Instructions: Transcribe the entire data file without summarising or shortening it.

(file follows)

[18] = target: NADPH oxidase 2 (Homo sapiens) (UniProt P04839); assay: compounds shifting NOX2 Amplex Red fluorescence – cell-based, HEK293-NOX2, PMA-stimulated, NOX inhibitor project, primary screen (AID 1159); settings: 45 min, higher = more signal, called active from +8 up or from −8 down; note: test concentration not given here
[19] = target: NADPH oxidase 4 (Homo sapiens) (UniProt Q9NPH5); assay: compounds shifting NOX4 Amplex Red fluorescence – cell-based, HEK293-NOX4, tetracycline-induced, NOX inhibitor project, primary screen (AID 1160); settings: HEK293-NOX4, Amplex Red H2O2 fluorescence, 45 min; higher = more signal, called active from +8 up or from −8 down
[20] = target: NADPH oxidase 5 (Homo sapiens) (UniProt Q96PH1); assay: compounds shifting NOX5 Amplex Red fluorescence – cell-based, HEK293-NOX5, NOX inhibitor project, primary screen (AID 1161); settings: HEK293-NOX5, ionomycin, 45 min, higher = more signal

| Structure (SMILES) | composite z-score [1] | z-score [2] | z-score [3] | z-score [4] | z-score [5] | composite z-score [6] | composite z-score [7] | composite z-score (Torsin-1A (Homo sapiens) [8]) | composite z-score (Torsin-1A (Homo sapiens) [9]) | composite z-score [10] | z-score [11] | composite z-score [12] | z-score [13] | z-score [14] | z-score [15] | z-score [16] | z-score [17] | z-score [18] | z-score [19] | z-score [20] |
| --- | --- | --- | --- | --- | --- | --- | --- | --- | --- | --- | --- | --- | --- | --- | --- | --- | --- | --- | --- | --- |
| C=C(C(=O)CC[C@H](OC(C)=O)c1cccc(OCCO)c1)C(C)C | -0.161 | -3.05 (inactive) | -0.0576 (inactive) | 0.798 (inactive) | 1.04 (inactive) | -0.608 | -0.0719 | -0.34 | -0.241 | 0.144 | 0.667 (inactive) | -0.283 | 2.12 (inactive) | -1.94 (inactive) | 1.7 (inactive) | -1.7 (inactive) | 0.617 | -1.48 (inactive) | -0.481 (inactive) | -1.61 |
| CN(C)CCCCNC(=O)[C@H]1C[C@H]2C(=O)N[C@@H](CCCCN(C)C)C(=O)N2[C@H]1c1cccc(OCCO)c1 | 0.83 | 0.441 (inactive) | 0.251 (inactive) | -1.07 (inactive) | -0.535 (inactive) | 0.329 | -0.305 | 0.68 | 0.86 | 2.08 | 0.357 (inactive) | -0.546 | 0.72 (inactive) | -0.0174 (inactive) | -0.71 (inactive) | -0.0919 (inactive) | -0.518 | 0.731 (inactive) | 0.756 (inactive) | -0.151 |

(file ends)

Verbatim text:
[18] = target: NADPH oxidase 2 (Homo sapiens) (UniProt P04839); assay: compounds shifting NOX2 Amplex Red fluorescence – cell-based, HEK293-NOX2, PMA-stimulated, NOX inhibitor project, primary screen (AID 1159); settings: 45 min, higher = more signal, called active from +8 up or from −8 down; note: test concentration not given here
[19] = target: NADPH oxidase 4 (Homo sapiens) (UniProt Q9NPH5); assay: compounds shifting NOX4 Amplex Red fluorescence – cell-based, HEK293-NOX4, tetracycline-induced, NOX inhibitor project, primary screen (AID 1160); settings: HEK293-NOX4, Amplex Red H2O2 fluorescence, 45 min; higher = more signal, called active from +8 up or from −8 down
[20] = target: NADPH oxidase 5 (Homo sapiens) (UniProt Q96PH1); assay: compounds shifting NOX5 Amplex Red fluorescence – cell-based, HEK293-NOX5, NOX inhibitor project, primary screen (AID 1161); settings: HEK293-NOX5, ionomycin, 45 min, higher = more signal

| Structure (SMILES) | composite z-score [1] | z-score [2] | z-score [3] | z-score [4] | z-score [5] | composite z-score [6] | composite z-score [7] | composite z-score (Torsin-1A (Homo sapiens) [8]) | composite z-score (Torsin-1A (Homo sapiens) [9]) | composite z-score [10] | z-score [11] | composite z-score [12] | z-score [13] | z-score [14] | z-score [15] | z-score [16] | z-score [17] | z-score [18] | z-score [19] | z-score [20] |
| --- | --- | --- | --- | --- | --- | --- | --- | --- | --- | --- | --- | --- | --- | --- | --- | --- | --- | --- | --- | --- |
| C=C(C(=O)CC[C@H](OC(C)=O)c1cccc(OCCO)c1)C(C)C | -0.161 | -3.05 (inactive) | -0.0576 (inactive) | 0.798 (inactive) | 1.04 (inactive) | -0.608 | -0.0719 | -0.34 | -0.241 | 0.144 | 0.667 (inactive) | -0.283 | 2.12 (inactive) | -1.94 (inactive) | 1.7 (inactive) | -1.7 (inactive) | 0.617 | -1.48 (inactive) | -0.481 (inactive) | -1.61 |
| CN(C)CCCCNC(=O)[C@H]1C[C@H]2C(=O)N[C@@H](CCCCN(C)C)C(=O)N2[C@H]1c1cccc(OCCO)c1 | 0.83 | 0.441 (inactive) | 0.251 (inactive) | -1.07 (inactive) | -0.535 (inactive) | 0.329 | -0.305 | 0.68 | 0.86 | 2.08 | 0.357 (inactive) | -0.546 | 0.72 (inactive) | -0.0174 (inactive) | -0.71 (inactive) | -0.0919 (inactive) | -0.518 | 0.731 (inactive) | 0.756 (inactive) | -0.151 |